Camp Hancock, part 1

Camp Hancock

During World War I, my great-uncle, Patrick Craven (known as Taddle), enlisted in the Army and was sent to Camp Hancock in Augusta, Georgia for training. He was a member of Company D of the 108th Machine Gun Battalion of the 28th Division.

This photo was taken outside of the Knights of Columbus building at Camp Hancock. Taddle mentioned this place in a few of his letters home. It was where Catholic soldiers attended Sunday Mass. During the rest of the week it served as a club house.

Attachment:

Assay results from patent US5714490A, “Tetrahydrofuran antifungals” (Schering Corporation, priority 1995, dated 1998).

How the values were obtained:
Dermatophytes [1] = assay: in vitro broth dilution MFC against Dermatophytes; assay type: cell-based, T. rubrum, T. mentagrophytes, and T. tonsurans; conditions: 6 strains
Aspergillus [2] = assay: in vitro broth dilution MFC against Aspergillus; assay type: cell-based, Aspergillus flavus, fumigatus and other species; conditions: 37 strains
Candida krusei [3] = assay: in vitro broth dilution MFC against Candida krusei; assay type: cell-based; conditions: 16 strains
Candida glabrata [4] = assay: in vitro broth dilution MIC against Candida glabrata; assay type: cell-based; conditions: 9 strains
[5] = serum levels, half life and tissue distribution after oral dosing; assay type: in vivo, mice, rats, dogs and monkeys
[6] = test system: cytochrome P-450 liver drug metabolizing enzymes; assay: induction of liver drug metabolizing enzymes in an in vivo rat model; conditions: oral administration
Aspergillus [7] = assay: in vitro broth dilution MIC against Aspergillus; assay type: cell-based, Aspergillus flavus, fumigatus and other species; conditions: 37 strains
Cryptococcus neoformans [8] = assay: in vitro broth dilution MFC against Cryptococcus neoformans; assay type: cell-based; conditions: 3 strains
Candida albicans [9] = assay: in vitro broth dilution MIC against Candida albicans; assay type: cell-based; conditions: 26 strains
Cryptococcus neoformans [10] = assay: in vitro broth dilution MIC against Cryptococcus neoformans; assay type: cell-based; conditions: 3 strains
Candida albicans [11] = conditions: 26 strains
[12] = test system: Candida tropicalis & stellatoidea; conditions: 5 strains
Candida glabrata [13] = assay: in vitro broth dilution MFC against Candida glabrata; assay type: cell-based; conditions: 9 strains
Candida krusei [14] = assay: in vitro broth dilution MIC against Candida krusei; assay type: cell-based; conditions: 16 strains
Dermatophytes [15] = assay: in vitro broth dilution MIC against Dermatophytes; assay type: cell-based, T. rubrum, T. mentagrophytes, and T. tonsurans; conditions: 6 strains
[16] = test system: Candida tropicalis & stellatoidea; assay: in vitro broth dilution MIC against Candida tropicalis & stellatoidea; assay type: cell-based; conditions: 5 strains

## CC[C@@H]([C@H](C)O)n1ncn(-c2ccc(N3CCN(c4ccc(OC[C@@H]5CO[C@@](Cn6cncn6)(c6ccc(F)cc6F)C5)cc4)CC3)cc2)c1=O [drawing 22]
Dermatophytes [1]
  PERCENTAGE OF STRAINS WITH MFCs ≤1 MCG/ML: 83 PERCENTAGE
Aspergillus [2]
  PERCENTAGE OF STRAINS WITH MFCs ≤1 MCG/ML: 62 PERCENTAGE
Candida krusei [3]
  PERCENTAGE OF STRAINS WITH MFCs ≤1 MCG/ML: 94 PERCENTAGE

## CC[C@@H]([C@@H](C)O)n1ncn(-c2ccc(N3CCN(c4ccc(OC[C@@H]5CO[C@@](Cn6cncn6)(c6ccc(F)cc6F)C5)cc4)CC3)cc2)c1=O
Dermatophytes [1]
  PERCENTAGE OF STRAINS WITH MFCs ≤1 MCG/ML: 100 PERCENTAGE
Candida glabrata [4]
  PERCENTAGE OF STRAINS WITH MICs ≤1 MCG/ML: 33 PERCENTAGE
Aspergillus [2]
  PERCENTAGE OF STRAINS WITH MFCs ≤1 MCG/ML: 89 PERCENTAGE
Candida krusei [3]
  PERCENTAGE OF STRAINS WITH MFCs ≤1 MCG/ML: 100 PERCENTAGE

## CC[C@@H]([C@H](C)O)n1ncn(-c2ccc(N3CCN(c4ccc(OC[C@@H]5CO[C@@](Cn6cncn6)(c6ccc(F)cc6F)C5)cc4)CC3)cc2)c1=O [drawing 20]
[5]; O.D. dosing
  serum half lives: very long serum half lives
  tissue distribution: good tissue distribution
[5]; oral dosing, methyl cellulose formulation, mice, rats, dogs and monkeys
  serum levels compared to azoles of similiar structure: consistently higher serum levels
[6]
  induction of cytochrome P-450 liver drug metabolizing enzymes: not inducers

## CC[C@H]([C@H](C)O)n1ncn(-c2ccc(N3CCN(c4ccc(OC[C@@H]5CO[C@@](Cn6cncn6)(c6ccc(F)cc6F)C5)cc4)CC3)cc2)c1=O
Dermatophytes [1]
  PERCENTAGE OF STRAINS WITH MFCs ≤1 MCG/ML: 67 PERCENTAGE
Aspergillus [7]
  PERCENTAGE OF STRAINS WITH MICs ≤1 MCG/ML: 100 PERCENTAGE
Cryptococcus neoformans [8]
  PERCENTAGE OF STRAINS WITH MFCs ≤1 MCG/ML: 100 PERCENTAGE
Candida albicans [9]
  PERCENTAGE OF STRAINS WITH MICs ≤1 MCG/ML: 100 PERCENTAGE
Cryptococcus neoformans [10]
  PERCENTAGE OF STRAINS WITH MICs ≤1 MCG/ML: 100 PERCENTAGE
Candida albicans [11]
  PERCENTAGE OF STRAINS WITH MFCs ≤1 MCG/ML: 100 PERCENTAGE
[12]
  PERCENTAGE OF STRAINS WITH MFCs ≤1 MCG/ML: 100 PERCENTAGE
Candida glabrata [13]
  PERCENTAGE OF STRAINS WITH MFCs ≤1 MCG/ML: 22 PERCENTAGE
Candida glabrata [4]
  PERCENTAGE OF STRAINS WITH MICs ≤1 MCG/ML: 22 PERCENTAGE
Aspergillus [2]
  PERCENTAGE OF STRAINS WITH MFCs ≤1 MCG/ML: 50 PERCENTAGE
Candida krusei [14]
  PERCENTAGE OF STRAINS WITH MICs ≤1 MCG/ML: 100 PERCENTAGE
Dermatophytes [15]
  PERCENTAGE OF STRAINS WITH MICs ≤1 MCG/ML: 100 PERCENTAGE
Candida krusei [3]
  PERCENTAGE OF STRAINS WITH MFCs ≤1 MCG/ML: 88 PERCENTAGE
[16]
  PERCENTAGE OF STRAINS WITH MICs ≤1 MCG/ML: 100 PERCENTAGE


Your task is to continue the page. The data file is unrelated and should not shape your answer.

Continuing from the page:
The occasion for this group picture was a visit by Bishop Benjamin Keiley of Savannah, Georgia. Taddle is in the back row, fifth person from the right. I don’t know the date, but I am guessing it was the winter of 1918. Icicles can been seen hanging from the edge of the roof.

The original photo is about 15 inches long and was kept rolled up. It has deteriorated over time and is now in several pieces (some are missing). I put the pieces together using Photoshop. I am working on a more detailed restoration and hope to make a new print.

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